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Sunday, August 16, 2009

Psychotherapy of Childhood trauma

When Edith was a little girl her foster mother took her and her younger brother to the toy store to buy them Christmas presents. They each got to choose one present. Edith chose a truck with which to play in the sandbox. Her foster mother didn’t think a truck was appropriate for a little girl, and so she bought her a doll in a box with a clear, plastic cover, so that she could see the doll in its box. She bought the truck for Edith’s brother (who had no interest in it). They stayed with the foster mother for several years, but Edith never got to play with the doll (although she got to sneak some time with the truck). The doll was kept on a shelf and her foster mother encouraged Edith to gaze at her doll, but she was never permitted to touch it. It stayed in its box.

About 45 years later, when Edith processed her childhood traumas, the double pain of having to take the doll instead of the truck, and not being permitted to play with the doll, were important and painful childhood memories. In therapy she gave up her pain when she visualized herself as the little girl again, and gave back the doll to her foster mother. Over many sessions of therapy she gave back many dolls to many false gift givers.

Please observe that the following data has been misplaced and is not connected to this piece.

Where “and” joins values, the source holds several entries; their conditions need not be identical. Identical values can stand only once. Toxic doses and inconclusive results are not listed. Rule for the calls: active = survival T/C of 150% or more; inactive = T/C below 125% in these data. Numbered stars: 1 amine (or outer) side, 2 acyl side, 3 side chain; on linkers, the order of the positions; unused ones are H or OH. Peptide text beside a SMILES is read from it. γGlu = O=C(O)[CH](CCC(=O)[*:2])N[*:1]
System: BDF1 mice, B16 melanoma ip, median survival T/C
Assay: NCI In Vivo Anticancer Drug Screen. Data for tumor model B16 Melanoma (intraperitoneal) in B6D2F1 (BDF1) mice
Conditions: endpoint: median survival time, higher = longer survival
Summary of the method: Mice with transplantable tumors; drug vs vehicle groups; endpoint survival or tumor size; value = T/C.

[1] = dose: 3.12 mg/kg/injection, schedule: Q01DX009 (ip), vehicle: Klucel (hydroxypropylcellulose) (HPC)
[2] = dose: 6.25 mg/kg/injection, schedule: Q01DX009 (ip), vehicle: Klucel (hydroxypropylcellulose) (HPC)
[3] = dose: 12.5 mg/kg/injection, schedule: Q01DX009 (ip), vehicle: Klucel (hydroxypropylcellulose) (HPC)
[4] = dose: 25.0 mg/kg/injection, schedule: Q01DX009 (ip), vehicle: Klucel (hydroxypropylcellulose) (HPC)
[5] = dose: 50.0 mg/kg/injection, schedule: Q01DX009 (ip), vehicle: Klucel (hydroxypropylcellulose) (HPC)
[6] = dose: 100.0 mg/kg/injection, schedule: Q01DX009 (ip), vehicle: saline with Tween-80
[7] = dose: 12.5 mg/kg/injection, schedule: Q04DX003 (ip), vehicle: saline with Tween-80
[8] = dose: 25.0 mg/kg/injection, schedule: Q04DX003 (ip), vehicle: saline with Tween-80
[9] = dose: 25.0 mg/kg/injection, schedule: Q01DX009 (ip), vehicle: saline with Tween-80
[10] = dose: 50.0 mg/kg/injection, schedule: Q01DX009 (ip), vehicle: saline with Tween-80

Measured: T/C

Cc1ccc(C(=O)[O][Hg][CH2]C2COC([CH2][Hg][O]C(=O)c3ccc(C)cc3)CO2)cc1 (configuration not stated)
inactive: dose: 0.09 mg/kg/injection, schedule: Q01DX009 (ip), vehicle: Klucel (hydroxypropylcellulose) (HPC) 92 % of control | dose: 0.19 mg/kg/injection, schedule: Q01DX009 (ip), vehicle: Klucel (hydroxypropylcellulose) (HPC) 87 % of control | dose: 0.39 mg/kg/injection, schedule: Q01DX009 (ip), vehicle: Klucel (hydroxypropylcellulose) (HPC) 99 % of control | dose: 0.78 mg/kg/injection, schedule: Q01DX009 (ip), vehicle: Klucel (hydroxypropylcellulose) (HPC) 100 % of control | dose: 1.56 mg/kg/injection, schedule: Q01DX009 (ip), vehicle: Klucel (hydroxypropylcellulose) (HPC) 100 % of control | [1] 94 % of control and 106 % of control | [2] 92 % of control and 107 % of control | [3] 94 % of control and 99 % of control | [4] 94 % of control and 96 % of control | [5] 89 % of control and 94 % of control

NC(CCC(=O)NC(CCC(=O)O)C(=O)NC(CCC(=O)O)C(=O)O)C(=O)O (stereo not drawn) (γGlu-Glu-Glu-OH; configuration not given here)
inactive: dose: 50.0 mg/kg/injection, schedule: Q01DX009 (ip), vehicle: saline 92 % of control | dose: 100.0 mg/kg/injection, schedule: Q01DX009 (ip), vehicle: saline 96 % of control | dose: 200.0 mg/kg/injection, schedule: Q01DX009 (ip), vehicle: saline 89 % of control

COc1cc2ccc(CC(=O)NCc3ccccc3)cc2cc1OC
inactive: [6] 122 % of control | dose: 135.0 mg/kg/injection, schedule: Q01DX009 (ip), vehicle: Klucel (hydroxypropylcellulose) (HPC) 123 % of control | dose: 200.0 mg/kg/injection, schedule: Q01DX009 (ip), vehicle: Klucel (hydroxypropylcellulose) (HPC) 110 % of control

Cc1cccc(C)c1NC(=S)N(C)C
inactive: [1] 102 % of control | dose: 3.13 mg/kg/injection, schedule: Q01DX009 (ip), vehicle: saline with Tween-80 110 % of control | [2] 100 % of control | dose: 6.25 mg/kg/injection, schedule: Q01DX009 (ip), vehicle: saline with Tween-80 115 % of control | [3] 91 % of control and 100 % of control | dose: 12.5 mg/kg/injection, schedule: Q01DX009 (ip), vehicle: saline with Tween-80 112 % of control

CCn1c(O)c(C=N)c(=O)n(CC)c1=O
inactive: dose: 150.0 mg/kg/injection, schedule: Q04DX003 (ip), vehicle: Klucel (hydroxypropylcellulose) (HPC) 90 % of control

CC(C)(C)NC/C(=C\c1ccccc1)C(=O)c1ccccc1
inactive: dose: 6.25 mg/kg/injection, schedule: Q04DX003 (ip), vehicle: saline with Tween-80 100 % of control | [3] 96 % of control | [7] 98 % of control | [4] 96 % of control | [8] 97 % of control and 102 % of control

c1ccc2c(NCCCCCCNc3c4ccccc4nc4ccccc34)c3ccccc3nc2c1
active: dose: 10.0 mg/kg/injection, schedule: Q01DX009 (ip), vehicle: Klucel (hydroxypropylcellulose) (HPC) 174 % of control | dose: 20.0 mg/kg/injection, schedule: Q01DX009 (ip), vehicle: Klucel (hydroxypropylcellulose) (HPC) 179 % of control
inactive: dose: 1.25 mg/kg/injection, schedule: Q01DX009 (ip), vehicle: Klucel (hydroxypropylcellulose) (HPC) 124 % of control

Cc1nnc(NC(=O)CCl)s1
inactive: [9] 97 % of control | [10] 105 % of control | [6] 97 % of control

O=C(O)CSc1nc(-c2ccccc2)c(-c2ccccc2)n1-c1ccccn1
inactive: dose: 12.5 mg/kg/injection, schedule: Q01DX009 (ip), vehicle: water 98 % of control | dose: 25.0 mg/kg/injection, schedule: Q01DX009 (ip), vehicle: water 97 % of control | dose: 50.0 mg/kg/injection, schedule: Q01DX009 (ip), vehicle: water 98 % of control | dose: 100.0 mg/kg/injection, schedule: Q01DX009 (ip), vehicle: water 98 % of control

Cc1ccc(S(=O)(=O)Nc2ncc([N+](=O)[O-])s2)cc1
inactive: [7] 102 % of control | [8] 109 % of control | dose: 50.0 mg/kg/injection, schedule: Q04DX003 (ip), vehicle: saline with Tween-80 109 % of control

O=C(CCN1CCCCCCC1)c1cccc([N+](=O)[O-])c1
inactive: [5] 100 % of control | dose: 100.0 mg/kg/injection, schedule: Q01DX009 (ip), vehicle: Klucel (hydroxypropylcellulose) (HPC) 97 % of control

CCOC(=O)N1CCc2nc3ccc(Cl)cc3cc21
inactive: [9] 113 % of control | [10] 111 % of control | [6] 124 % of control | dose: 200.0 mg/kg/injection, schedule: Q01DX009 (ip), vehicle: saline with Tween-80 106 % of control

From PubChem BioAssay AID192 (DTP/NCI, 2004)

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Sunday, August 9, 2009

Coconsciousness in Normal and Dissociative Patients

A nearly universal misconception among students of dissociation is that normal people are not split in their consciousness; that is, when a normal person knows something all parts of that person knows it, too. This is supposedly in contrast to the dissociative patient diagnosed with Dissociative Identity Disorder (DID), where different subpersonalities may have information not shared throughout the system of alters. In fact, however, normal people and dissociative people are alike in that it is common for there to be a lack of coconsciousness among a person’s subpersonalities. The misconception continues primarily because clinicians and researchers simply haven’t looked very closely at the inner worlds of normal people.

Case Example. Kerri, a patient who was looking to improve her relationship with her husband, had been trying to get pregnant for many months in spite of her misgivings about the limitations children would put on her lifestyle. We had previously done enough inner work to discover two aspects (parts) of her larger personality who did not want to become pregnant. There was the “hippie’ aspect of Kerri, who wanted to be free and unfettered, and there was the “career woman” aspect of Kerri who wanted free rein to devote all the time she needed to ensure that she would be successful in her career. When Kerri finally announced that she was pregnant, it seemed to be a good idea to work with the parts of her who had been opposed to pregnancy. I wanted to help Kerri make pregnancy and motherhood work smoothly for her. When Kerri went inside and visualized Career Kerri, she found that although Kerri had known for several days of her pregnancy, Career Kerri did not yet know. After Kerri silently communicated to Career Kerri that she was pregnant, the visualized image of Career Kerri responded by raising her hands to the side of her head and shaking them as she moaned, “No, no, no!” There is more to the story, but the point of this example is that a lack of coconsciousness among normal parts is common.

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Sunday, August 2, 2009

DID Fusion/Integration in Psychoanalysis